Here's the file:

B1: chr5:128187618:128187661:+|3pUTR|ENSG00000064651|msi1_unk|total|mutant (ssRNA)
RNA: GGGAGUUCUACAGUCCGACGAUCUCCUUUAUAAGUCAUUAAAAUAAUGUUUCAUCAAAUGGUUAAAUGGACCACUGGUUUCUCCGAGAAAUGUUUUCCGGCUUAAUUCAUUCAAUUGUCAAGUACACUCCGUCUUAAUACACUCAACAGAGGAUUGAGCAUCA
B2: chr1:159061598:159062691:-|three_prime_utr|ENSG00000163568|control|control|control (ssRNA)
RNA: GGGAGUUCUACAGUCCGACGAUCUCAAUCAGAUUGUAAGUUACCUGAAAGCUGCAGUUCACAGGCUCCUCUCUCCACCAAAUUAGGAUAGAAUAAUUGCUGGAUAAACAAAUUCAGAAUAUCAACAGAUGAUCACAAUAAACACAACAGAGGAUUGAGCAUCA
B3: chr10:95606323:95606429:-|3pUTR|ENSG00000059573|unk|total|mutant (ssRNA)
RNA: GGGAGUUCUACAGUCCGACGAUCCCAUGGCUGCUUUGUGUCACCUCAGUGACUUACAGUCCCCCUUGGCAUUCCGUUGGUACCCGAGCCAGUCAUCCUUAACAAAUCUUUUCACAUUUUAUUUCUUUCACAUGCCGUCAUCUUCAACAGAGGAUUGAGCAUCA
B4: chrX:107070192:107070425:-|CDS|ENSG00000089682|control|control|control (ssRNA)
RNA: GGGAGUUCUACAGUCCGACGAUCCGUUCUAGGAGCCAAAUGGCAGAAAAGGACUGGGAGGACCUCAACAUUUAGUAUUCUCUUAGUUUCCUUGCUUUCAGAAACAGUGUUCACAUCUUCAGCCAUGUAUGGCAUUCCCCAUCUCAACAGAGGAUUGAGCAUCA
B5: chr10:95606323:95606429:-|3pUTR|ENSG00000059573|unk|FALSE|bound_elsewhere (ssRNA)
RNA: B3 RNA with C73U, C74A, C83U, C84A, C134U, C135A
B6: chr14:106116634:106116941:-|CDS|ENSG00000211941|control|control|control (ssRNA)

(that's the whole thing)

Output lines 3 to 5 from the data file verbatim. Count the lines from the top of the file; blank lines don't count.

B2: chr1:159061598:159062691:-|three_prime_utr|ENSG00000163568|control|control|control (ssRNA)
RNA: GGGAGUUCUACAGUCCGACGAUCUCAAUCAGAUUGUAAGUUACCUGAAAGCUGCAGUUCACAGGCUCCUCUCUCCACCAAAUUAGGAUAGAAUAAUUGCUGGAUAAACAAAUUCAGAAUAUCAACAGAUGAUCACAAUAAACACAACAGAGGAUUGAGCAUCA
B3: chr10:95606323:95606429:-|3pUTR|ENSG00000059573|unk|total|mutant (ssRNA)